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LED Dome Flats

P. Gabor (standing on the shoulders of R. Boyle, E. Green and others)

Dec 21, 2020, minor update Feb 13, 2022

This method can be safely used by a solo observer.

  • Suppose you want to obtain dome flats after observing. You will need to close the dome shutters, which should only be done with the mirror cover on. Therefore, stow the telescope, disable drives, close mirror cover, and close dome shutters. Then, open mirror cover, and enable drives.
  • The telescope is still in the stowed position, i.e., nominally at Az=180°. With Dome tracking enabled, right click on the Dome azimuth field in TCSglue and introduce an offset of +190°. Wait until the dome stops rotating to its offset position, bringing the screen to the South meridian.
  • Slew to RA = LST + 2' (Local Sidereal Time + 2 min, i.e., round LST up and add a minute), Dec = -27°30'00“1) 2) As a result, the telescope will be tracking (through the closed dome) an object which is about to pass through the south meridian at Alt=30°. Wait until the telescope reaches Az=180°, and Disable Drives. Disable Dome Tracking (otherwise the dome keeps oscillating slightly around the required position).

  • Go to the basement and turn off the oil system for the hydrostatic azimuth bearing. This can be done before, during or after the flats; in any case, before you apply your muscles to the telescope (see below).

  • After finishing your flats, return dome to home Az=180°: Turn on Dome Tracking, right click on the Dome azimuth field, and eliminate the dome tracking offset. Keep Dome tracking on (you will need it later when you go to the dome).
  • Release breaks in TCSglue. The mirror cover being still open, the telescope is well balanced and will not move of its own accord. Better make sure this is the case, though: In TCSglue, release breaks, and observe the behavior of the Altitude value. Better, the observer and co-observer should split the task, one releasing the breaks in the control room while the other is in the dome ready to move the telescope to zenith manually. (The Azimuth axis will not budge because the hydrostatic bearing is off.)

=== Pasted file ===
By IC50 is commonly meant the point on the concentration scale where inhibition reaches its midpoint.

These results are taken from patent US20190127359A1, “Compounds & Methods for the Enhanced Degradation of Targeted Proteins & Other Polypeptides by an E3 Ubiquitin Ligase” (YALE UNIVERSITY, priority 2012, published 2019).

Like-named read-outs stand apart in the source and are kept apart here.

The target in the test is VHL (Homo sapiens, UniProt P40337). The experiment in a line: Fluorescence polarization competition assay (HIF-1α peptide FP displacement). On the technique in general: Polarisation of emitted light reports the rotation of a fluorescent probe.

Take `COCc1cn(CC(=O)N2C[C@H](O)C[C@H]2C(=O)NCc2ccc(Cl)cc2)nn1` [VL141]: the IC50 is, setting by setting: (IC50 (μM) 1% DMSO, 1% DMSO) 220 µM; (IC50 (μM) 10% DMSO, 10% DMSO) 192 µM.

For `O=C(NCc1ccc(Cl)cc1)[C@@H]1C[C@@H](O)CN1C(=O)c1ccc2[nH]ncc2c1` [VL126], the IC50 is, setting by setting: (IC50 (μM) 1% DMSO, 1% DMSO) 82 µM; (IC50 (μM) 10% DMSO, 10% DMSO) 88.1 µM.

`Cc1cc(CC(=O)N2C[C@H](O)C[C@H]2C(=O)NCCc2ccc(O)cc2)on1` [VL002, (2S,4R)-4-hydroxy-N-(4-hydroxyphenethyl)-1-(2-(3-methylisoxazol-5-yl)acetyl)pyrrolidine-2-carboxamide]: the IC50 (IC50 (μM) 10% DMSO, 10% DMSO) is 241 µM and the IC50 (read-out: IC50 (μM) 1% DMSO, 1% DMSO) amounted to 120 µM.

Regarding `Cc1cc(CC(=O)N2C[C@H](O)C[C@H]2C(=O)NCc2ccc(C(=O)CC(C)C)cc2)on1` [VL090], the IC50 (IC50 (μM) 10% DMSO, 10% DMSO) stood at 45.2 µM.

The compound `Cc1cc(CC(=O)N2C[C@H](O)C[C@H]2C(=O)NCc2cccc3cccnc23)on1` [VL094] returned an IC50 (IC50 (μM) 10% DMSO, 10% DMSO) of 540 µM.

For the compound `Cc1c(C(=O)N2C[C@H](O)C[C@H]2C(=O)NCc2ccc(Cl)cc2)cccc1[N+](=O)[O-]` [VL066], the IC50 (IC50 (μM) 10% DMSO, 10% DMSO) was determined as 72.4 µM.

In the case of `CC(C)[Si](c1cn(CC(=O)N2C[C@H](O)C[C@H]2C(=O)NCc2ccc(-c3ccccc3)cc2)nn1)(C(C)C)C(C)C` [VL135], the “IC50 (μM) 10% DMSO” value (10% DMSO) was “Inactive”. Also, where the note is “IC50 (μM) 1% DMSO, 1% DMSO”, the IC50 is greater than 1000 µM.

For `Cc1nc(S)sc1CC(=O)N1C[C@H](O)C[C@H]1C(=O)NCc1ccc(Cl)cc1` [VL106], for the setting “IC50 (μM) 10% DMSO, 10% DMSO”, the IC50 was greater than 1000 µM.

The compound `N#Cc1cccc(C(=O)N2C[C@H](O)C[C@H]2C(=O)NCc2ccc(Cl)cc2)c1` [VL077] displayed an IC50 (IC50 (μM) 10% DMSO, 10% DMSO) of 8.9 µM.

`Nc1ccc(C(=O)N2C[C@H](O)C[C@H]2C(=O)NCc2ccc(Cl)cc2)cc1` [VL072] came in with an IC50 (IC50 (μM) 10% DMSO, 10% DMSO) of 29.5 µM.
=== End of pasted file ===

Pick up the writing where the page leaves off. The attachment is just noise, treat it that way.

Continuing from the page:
• Solo observers may have to prevent the telescope from slumping towards the horizon, using the small A ladder with some rubber foam, wedging it against the South counterweight cylinder.
  • In the dome, power up the stow pin system. Then move the telescope manually to the stow position, and insert the stow pins.
  • Use your presence in the dome also to home the dome position in the usual manner (manually tweaking the dome's encoder wheel).
  • In the Control room, set the breaks.
  • Before resuming observations, you will need to reboot VATTEL and to turn the hydrostatic bearing back on.

Flatfield LED GUI

It is an INDI GUI and as such opens in a browser. There ought to be a bookmark. In general, go to vattarchive (or vattarchive.vatt; locally The browser will show you a directory (/home/mfranz/public_html/) with two directories: flatfield and vattarchive. Open flatfield.

Miscellaneous LED settings and exposure times

4s exposures; 2×2 binning We obtained screen flats with B filter (4s exposure, 40% blue LED), V filter (4s exposure, 20% green LED), R filter (8s exposure, 100% white LED), and I filter (60s exposure, 100% white LED + 100% incandescent).

-27°17'55” corresponds to 30° above the horizon: -[(90°-φ)-30°]= φ-60°, where φ = 32°42'05“ is the local latitude but the telescope pointing compensates for atmospheric refraction.
Alternative way, using XEPHEM: find a star close to Alt=29.5°, and Az=179°, and slew to its position (“Telescope Go To” in XEPHEM).
vatt/dome_flats.txt · Last modified: 2022/05/07 04:52 by paul